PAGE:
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The GlossyThe measure of how well light is reflected from a surface in the specular direction, the amount and way in which the light is spread around the specular direction, and the change in specular reflection as the specular angle changes. Used for shiny materials such as plastics or metals. material is used for shiny materials such as plastics or metals (figure 1).
Figure 1: The OctaneRender® Glossy materialUsed for shiny materials such as plastics or metals.
DiffuseAmount of diffusion, or the reflection of light photons at different angles from an uneven or granular surface. Used for dull, non-reflecting materials or mesh emitters. - Gives the material its color, which is referred to as base color or albedo. You can set Diffuse color by using a value, or by connecting a Procedural or Image texture.
SpecularAmount of specular reflection, or the mirror-like reflection of light photons at the same angle. Used for transparent materials such as glass and water.- Determines the intensity for specular reflections on the surface. This parameter accepts color, values, or textures. In most cases, specular highlights are white or colorless. However, to simulate metallic surfaces, you should tint the specular color using a color similar to the Diffuse parameter, like the bright yellow-orange highlights seen on a polished copper kettle. A Glossy node with a black Diffuse color, a Roughness of 0, and an Index of 0 produces a perfect mirror (Figure 2).
BRDF Model- The BRDF (Bidirectional Reflectance Distribution Function) determines the amount of light that a material reflects when light falls on it. For Glossy materials, you can choose from six BRDF models. Specific geometric properties (the micro-facet distribution) of the surface affects each BRDF, which describes the surface's microscopic shape (i.e. micro-facet normals) and scales the brightness of the BRDF's reflections. Refer to the topic on BRDF Models for more information.
Figure 2: The four BRDF Models applicable to Glossy materials
Roughness - Determines how much Specular reflection spreads across the surface - also known as reflection blur. This parameter accepts a value, color, or texture map (Procedural or Image). A value of 0 simulates a perfect, smooth reflective surface like a mirror. Increasing the value simulates micro-facets in the surface, which causes reflective highlights to spread. To create a worn plastic look, increase the Roughness value.
Anisotropy - Controls the material's reflectance uniformity. Reflectance changes based on surface orientation or rotation is anisotropic. If the reflectance is uniform in all directions and doesn't change based on the surface's orientation or rotation, then it is isotropic. This parameter's default value is 0, which sets the metallic material as isotropic. Non-zero values mean the material exhibits anisotropic reflectance, where -1 is horizontal and 1 is vertical.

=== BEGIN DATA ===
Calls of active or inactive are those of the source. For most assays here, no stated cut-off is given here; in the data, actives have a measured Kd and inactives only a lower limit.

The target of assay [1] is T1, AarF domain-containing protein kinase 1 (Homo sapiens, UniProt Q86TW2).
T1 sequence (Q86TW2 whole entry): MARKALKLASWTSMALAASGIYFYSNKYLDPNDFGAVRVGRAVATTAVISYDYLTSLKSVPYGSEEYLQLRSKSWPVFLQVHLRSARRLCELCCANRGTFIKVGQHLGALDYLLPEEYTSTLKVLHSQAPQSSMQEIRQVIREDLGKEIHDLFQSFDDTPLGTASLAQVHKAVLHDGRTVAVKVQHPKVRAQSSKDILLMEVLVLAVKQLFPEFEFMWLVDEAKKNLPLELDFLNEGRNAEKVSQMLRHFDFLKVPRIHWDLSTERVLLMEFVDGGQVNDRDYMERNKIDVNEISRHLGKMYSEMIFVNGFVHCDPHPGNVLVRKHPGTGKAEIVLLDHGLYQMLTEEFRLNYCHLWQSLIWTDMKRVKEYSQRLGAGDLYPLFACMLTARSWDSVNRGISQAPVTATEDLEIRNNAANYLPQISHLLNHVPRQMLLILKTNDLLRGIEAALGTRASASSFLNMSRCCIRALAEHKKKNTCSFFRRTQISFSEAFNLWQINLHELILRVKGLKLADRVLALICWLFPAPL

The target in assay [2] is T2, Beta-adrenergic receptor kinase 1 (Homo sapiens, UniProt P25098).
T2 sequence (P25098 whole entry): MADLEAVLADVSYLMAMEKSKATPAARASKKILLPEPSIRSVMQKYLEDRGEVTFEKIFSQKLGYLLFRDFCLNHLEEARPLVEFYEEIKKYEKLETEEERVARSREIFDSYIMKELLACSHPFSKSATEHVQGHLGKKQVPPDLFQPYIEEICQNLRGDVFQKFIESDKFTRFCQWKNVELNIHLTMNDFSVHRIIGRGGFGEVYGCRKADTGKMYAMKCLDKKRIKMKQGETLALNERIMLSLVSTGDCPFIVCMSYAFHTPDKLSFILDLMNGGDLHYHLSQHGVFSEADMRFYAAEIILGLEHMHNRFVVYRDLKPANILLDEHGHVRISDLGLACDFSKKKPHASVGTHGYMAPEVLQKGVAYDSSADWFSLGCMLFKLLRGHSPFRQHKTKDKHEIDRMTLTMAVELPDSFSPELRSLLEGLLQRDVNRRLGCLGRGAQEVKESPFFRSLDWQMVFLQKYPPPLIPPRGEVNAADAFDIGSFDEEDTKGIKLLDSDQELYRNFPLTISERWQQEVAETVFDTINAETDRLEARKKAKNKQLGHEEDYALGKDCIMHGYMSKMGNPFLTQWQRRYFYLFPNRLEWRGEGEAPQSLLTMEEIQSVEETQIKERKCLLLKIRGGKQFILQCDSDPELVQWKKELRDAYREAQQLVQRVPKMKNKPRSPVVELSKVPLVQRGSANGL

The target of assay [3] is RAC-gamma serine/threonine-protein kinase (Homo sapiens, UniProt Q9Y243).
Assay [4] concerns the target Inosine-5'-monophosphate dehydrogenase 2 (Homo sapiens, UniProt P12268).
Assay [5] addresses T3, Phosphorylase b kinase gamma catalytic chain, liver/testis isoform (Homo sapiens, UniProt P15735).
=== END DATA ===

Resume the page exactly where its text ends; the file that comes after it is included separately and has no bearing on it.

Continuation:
Figure 3: Anisotropic roughness exemplified in materials like brushed metal
Rotation - The rotation of the anisotropic Specular reflection channel.
Spread - The spread of the tail when using the STD BSDF model.
Film Width - Simulates the look of thin film material on a surface, like creating a rainbow color effect that appears on an oil slick's surface. Larger values increase the effect's strength.
Film IOR - Controls the film Index of Refraction. This option adjusts the visible colors in the film.
Sheen - The material's sheen color.
Sheen Roughness - Roughness channel for the sheen present on Metallic and Glossy materials.
Index Of Refraction - Determines the reflection strength on the surface based on Fresnel's law. With a value greater than 1, reflection is strongest on the surface parts that turn away from the viewer's angle (grazing angles), while the reflection appears weaker on the surface parts perpendicular to the viewing angle. This results in a more realistic-looking surface. With a value lower than 1, the Fresnel effect is disabled, and the reflection color appears as a uniform color across the highlight. The Specular channel's color determines the reflective highlight's color.
In the following examples, the six balls have a roughness of 0, 0.2, 0.4, 0.6, 0.8, and 1.0 (left to right,) with the Specular and Index Of Refraction parameters modified for each rendered image (see Figure 3).